Great Cycling Climbs of Andalucia - Agua de los Perros - The Water Dogs
The "shits of death"... Not a very auspicious name to start such a great climb, but a decent enough warning of whats ahead in any event.
The Strava Segment Stats:
Avg Grade: 6%
This climb starts at the north end of the Las Villas range, where the Guadalquivir, its torrents stemmed by the massive dam wall of El Tranco, veers sharply westward through the range cutting a dramatic gorge as it fights to get to the Sea. The climb starts at a bridge that fords the river: it was along here that an early wagon driver, perhaps with too much tapa and vino tinto, managed to steer his wagon off the road and tumble to the gorge below. Wether the road was called the "shits of death" before he crashed, or after, is lost in time...
The road travels southward through one of the least travelled areas of the national park, but one of the most rewarding. It eventually spits you out after 60k of tumultuous rise and fall, convoluted contours and rugged panormas at Chilluevar, but first you need to ascend its flanks and reach the Collados de Aguas de Los Perros... "The Water Dogs".
The climb starts with a fairly gentle riparian ramp, but you are under no illusion that youre fighting gravity. The section is hemmed in by near vertical cliff walls and fecund vegetation encroaching the verges and creating a leafy canopy over head. The shallow river to the right, babbling its way to meet the effervescent Guadalquivir.
Crossing the Arroyo Maria marks the first switch-back, and there are 11 more to go...just on the first section. These ramps take you up the steepest part of the climb, up and away from the gorge below to the high mountain passes. 12 switch-backs through olive covered narrow roads that lead relentlessly "up". The only sound the hypnotic rhythm of the bike beneath you, and the rasping lungs within you. Strava reckons this initial section is only "Cat 2", but I´m not convinced. It looks and feels much tougher as height is gained with alarming speed, almost as fast as the legs fill with lactic. It rewards with stunning views back across the valley.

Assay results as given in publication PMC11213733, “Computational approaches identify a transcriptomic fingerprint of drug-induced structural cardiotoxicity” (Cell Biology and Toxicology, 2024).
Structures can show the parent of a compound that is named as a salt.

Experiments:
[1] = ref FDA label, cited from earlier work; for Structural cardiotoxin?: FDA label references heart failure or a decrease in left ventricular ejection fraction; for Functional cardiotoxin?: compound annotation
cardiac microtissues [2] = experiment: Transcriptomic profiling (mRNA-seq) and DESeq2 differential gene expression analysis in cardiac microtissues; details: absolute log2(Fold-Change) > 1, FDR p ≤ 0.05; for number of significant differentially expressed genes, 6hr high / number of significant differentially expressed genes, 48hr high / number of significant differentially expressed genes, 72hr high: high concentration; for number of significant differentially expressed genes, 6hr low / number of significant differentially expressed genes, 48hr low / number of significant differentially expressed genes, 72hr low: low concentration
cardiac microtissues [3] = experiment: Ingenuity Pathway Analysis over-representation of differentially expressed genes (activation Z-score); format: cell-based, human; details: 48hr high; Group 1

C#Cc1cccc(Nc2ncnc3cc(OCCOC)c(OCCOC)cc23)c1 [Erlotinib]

Once past the switchbacks, a short respite is given while the road meanders past a small campsite and a few small holdings and makes its way around a headland to start its final push to the high road. Past the campsite the road is less aggressive, but pierced with short sharp ramps that go deep into double digit country. The road winds its way through the high pines and the aromas of pine, rosemary and sage start to over power the tang of olive.
At a short steep corner the road emerges in an opening that reveals the expanse of the forests and olive groves in the northern ranges. The clearing has a viewing point, and for those brave enough to stand on the crumbling concrete platform above the 100m drop offers a great view down the valley. "El Tapadero" marks the last real challenge, while the fat lady is yet to sing, she is gargling with lemon and warming up her windpipes. If you stop here for a breather and take in the views, good, cycling is for enjoying, if not, be encouraged that the summit is not far away.
A great climb.
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